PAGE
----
3. RYLD – Global X Russell 2000 Covered Call ETF – RYLD provides exposure to small-cap U.S. stocks through the Russell 2000 index, while employing a covered call strategy. It writes monthly at-the-money call options on the index, generating income for investors. RYLD has $1.4 billion in assets, a 12-month trailing yield of 13.17%, and an expense ratio of 0.60%.  

Sneak Preview: There are even Covered Call ETFs now on popular, individual stocks. However, these deserve their trading article because there are some clear-cut disadvantages that you have to be aware of. Watch for a future article.  

Benefits of Covered Call ETFs

One of the main advantages of covered call ETFs is that they offer a simplified way to implement a covered call strategy. Instead of managing individual stock positions and options contracts, you can access this strategy through a single investment.

Covered call ETFs also provide a measure of downside protection. The income generated from selling call options can help offset potential losses if the underlying stocks decline in value.  

Market Volatility and Covered Call ETFs

Covered call ETFs can be particularly attractive during periods of high market volatility. When volatility increases, the premiums received from writing call options tend to rise, potentially leading to higher income for the fund and its shareholders.  

Liquidity and Ease of Trading

One of the advantages of covered call ETFs is their liquidity and ease of trading. Like other ETFs, covered call ETFs can be bought and sold throughout the trading day on stock exchanges, providing investors with flexibility and the ability to quickly adjust their positions.  

Different Covered Call Strategies: Tailoring Your Approach

Covered call ETFs use various strategies to generate income and manage risk. These strategies involve selling call options with different strike prices and expiration dates, each with its own set of advantages and trade-offs.

Let’s look at some of the most common covered call strategies and how they might fit into your investment approach.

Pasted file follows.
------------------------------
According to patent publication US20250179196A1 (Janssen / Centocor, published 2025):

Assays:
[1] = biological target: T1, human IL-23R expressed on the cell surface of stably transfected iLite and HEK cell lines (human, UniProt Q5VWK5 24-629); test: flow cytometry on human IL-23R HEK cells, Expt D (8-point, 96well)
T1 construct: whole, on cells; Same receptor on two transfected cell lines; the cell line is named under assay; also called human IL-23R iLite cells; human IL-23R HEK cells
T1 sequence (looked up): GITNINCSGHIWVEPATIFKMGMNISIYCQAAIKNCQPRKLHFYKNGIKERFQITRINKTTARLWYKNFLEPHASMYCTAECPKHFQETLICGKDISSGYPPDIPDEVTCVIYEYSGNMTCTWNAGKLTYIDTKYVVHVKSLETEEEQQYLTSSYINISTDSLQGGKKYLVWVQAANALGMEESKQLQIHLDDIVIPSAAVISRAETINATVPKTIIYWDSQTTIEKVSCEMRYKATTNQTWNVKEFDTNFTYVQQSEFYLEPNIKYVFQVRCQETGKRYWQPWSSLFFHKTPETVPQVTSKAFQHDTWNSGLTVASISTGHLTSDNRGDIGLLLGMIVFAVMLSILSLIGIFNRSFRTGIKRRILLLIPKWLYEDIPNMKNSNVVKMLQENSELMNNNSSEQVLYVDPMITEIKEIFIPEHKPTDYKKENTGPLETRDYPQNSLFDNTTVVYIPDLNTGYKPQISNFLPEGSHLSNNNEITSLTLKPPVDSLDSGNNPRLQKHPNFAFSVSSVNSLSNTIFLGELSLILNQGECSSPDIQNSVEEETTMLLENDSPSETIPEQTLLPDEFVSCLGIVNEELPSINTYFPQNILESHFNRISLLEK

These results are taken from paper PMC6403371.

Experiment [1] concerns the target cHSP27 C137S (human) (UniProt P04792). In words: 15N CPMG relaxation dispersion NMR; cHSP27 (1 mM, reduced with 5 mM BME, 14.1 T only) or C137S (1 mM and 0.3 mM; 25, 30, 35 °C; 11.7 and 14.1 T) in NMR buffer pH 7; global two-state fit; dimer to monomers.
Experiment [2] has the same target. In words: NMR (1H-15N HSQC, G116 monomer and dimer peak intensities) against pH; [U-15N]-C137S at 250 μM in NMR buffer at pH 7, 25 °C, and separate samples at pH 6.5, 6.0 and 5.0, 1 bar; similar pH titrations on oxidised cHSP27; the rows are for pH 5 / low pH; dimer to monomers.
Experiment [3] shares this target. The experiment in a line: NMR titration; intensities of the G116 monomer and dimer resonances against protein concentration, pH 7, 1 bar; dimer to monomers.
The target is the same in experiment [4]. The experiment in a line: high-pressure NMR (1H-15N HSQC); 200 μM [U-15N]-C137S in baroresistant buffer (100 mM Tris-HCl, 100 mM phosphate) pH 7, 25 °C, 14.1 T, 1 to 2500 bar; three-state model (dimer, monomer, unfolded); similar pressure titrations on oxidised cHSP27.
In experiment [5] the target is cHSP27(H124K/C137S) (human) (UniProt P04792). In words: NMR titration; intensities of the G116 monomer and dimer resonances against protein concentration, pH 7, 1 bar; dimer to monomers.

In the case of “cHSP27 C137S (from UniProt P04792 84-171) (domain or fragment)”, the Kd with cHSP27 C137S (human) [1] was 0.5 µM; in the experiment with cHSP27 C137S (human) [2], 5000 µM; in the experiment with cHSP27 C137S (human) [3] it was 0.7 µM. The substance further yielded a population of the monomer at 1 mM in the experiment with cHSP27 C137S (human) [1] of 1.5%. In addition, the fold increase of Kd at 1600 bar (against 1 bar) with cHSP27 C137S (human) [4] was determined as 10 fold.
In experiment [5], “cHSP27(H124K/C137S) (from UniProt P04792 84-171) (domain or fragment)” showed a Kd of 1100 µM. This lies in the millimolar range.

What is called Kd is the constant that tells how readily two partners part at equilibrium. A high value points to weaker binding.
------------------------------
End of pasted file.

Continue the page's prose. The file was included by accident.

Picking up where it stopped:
1. In-the-Money (ITM) Calls
In-the-money call options have a strike price lower than the current price of the underlying stock or index. When a covered call ETF sells ITM calls, it provides a higher level of downside protection, as the option premium received is higher. However, this strategy also limits the fund’s upside potential, as the shares are more likely to be called away if the stock price rises above the strike price.

2. At-the-Money (ATM) Calls
At-the-money call options have a strike price that is close to the current price of the underlying stock or index. Selling ATM calls strikes a balance between generating income and allowing for some upside potential. The option premiums received are typically lower than those of ITM calls but higher than those of out-of-the-money calls.

3. Out-of-the-Money (OTM) Calls
Out-of-the-money call options have a strike price higher than the current price of the underlying stock or index. When a covered call ETF sells OTM calls, it allows for more upside potential, as the stock price has more room to grow before reaching the strike price. However, the option premiums received are lower compared to ITM or ATM calls, resulting in less income generation.

4. Zero Days to Expiry (0DTE) Calls
Zero days to expiry call options are very short-term options that expire within a day or less. These options are highly speculative and can be extremely volatile, as they are sensitive to even small price movements in the underlying stock or index. Selling 0DTE calls can generate significant income due to the high premiums associated with these options, but it also comes with substantial risks.

Choosing the Right Covered Call Strategy

The covered call strategy that’s right for you will depend on your investment objectives, risk tolerance, and market outlook. Some covered call ETFs focus on a single strategy, while others may use a mix of approaches for different market conditions.

When evaluating covered call ETFs, look beyond the headline yield and expense ratio and understand the underlying strategy being used. By lining up the ETF’s approach with your own investment goals and risk profile, you can make better decisions and potentially optimize your income generation while managing risk.

Depending upon the strategy chosen, this will significantly impact your regular cash flow and potential upside for your underlying investment.  This is key to understanding the performance and future potential.


Covered Call ETFs offer a compelling solution for investors seeking hassle-free, consistent income. Unlike trading covered calls on individual stocks, which require time, effort, and expertise, Covered Call ETFs let you invest once and earn forever.  

With professional management, diversification, and various strategies, these ETFs provide a practical and efficient way to capitalize on the options market.  

If you’re looking for a way to generate regular income without the constant grind, Covered Call ETFs might be your perfect investment companion.  

If you’d like to learn how we choose from the best passive income opportunities, including our choice of the top index and individual stock-covered call ETFs along with using market timing to maximize our returns and safety – be sure to join us at our upcoming live online workshop.

This post originally appeared at Netpicks.